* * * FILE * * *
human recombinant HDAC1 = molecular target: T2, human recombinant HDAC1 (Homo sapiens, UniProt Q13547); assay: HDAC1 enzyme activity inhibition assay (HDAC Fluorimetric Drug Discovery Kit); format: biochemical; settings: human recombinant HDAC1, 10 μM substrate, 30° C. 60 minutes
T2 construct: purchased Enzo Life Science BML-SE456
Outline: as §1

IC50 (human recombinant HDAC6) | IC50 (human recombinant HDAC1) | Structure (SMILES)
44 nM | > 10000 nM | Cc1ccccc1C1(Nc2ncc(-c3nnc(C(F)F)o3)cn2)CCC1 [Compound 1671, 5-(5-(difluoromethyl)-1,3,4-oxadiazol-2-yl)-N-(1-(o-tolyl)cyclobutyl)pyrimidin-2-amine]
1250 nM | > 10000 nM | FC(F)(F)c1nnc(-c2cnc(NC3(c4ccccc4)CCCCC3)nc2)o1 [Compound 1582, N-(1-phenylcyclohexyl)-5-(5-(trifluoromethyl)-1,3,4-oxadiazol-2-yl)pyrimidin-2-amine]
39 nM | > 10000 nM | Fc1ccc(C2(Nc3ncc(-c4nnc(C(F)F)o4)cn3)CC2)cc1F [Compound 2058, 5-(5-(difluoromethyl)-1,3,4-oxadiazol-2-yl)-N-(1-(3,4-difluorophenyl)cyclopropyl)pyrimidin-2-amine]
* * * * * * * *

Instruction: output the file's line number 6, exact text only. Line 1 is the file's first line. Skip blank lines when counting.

1250 nM | > 10000 nM | FC(F)(F)c1nnc(-c2cnc(NC3(c4ccccc4)CCCCC3)nc2)o1 [Compound 1582, N-(1-phenylcyclohexyl)-5-(5-(trifluoromethyl)-1,3,4-oxadiazol-2-yl)pyrimidin-2-amine]